Friday, September 21, 2018

The Living Dead


Spring Poems

It's Spring Equinox here in the Southern Hemisphere, and I was looking for a poem to read tomorrow at a celebration of this event. Many of the ones I found were clearly written about the Northern Hemisphere; you can tell by the kinds of trees mentioned, for instance. And/or I thought them unsuitable because they were couched in very old-fashioned (to us) language. But I liked these.

Very Early Spring  
by Katherine Mansfield

The fields are snowbound no longer;
There are little blue lakes and flags of tenderest green.
The snow has been caught up into the sky--
So many white clouds--and the blue of the sky is cold.
Now the sun walks in the forest,
He touches the boughs and stems with his golden fingers;
They shiver, and wake from slumber.
Over the barren branches he shakes his yellow curls.
Yet is the forest full of the sound of tears....
A wind dances over the fields.
Shrill and clear the sound of her waking laughter,
Yet the little blue lakes tremble
And the flags of tenderest green bend and quiver. 
















Katherine Mansfield (1888-1923), better known for her short stories, was a New Zealander but for most of her adult life preferred to live in London. Sadly, her life was ended by tuberculosis at the age of 34. 

A Spring Sonnet 
by Arthur Henry Adams

Last night beneath the mockery of the moon
I heard the sudden startled whisperings
Of wakened birds settling their restless wings;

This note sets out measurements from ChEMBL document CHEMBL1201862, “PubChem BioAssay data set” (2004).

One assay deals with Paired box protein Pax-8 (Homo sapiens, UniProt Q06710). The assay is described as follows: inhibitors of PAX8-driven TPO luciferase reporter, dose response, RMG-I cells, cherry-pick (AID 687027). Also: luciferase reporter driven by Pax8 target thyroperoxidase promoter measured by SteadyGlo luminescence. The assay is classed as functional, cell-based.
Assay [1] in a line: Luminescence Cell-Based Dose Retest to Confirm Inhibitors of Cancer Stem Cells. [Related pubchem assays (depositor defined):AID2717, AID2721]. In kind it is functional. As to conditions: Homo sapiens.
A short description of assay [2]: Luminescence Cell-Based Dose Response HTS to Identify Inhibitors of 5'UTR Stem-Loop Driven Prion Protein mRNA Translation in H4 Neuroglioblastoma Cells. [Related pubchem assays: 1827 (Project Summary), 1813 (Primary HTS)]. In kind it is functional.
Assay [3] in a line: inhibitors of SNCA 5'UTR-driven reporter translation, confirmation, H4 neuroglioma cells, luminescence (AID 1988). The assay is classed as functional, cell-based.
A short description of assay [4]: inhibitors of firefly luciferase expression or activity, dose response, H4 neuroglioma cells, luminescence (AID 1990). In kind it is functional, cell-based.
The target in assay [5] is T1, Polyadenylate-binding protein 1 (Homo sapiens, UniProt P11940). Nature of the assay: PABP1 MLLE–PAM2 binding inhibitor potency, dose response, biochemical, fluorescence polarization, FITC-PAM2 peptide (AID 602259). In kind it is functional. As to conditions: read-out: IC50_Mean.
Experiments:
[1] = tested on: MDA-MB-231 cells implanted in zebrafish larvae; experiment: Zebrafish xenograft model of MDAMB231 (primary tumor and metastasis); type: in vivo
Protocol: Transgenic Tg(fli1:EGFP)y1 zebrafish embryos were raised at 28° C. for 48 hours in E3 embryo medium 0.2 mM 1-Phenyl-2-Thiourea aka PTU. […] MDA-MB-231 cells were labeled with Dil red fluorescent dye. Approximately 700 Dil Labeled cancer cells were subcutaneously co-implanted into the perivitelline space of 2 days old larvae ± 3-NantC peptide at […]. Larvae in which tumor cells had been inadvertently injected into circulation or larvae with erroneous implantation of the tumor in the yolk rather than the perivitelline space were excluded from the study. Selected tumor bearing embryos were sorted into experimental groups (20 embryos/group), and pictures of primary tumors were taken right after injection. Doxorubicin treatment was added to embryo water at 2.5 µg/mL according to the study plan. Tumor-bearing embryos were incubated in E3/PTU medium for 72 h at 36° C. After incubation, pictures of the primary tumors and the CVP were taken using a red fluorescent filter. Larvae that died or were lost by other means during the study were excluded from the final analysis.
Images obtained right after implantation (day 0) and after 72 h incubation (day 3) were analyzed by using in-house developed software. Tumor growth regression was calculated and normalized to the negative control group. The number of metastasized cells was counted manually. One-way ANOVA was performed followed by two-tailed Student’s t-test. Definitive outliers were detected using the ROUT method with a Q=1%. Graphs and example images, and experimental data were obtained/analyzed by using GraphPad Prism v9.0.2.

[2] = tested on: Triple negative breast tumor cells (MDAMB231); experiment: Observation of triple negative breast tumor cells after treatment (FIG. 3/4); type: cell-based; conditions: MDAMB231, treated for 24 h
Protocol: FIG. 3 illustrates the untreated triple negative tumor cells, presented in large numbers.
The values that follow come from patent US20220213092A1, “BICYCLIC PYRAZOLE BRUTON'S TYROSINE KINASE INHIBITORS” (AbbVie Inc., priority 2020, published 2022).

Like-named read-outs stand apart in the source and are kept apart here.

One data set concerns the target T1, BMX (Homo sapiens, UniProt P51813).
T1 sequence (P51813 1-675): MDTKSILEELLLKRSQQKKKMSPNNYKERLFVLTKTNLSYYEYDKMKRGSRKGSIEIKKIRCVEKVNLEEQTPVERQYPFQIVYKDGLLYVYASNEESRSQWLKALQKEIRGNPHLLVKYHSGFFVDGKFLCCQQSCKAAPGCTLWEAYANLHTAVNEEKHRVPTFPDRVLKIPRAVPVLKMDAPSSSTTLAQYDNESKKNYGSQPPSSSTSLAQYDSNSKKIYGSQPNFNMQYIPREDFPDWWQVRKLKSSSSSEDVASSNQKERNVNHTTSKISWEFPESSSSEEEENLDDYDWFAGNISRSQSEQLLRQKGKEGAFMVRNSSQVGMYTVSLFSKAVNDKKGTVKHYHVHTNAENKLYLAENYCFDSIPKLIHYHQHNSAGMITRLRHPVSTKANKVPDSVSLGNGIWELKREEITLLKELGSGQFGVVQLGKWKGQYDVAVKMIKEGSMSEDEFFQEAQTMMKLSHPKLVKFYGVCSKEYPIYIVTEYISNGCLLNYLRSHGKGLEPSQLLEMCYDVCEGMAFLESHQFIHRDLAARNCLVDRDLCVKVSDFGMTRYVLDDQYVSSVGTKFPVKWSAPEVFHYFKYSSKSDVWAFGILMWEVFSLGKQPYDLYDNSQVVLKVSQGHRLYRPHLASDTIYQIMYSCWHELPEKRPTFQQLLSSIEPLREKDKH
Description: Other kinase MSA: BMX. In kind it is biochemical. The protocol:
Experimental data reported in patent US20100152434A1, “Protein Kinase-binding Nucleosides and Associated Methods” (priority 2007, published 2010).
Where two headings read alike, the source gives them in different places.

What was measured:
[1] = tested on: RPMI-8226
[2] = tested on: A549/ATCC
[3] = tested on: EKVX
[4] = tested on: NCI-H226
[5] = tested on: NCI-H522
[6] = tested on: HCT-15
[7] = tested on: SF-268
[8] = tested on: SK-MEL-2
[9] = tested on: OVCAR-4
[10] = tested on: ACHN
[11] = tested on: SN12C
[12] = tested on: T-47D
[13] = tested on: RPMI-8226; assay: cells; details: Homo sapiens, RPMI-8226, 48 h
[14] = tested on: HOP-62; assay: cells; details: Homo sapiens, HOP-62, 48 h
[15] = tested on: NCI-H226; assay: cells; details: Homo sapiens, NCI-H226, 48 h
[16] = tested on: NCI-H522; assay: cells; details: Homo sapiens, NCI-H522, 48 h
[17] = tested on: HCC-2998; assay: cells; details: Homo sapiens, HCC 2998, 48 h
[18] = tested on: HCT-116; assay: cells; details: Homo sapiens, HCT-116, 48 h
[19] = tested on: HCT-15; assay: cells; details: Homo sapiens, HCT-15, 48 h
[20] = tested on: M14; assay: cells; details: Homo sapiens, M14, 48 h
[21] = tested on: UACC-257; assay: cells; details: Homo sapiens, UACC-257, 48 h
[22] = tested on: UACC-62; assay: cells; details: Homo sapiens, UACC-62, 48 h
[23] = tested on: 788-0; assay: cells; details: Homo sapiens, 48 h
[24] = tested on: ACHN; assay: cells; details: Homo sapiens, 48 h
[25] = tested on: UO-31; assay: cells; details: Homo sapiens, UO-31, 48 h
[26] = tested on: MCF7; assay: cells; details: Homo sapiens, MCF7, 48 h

The North-east brought his word of gladness, "Soon!"
And all the night with wonder was a-swoon.
A soul had breathed into long-dreaming things;
Some unseen hand hovered above the strings:
Some cosmic chord had set the earth in tune.
And when I rose I saw the Bay arrayed
In her grey robe against the coming heat.
A pulse awoke within the stirring street–
The wattle-gold upon the pavements thrown,
And through the quiet of the colonnade
The smoky perfume of boronia blown. 
















Arthur Adams (1872-1936) was another New Zealander, whose career in journalism also took him to Australia, China and London. He was a playwright and novelist as well, and for a time private secretary and literary adviser to the Sydney theatre manager, J.C. Williamson. Later he was for some years editor of 'The Red Page' (literary gossip and opinions) of the famous Sydney journal, The Bulletin.

Spring Night In Lo-Yang Hearing A Flute 
by Li Po

In what house, the jade flute that sends these dark notes drifting,
scattering on the spring wind that fills Lo-yang?
Tonight if we should hear the willow-breaking song,
who could help but long for the gardens of home?




Li Po (701-762) was a Chinese poet of the Tang dynasty (also known as Li Bai, Li Pai, Li T'ai-po and Li T'ai-pai). Wikipedia tells us that he was 'acclaimed from his own day to the present as a genius and a romantic figure who took traditional poetic forms to new heights'.

He was in the Northern Hemisphere of course, and this sweetly homesick poem is only tenuously about Spring, but it appealed to me anyway. Willows are not indigenous to Australia but they do grow here. In fact there were two in our back yard when I was a child; perhaps that's why I like the poem so much.

Although many of you are now in Autumn (my favourite season) I hope you'll all enjoy this little touch of Spring.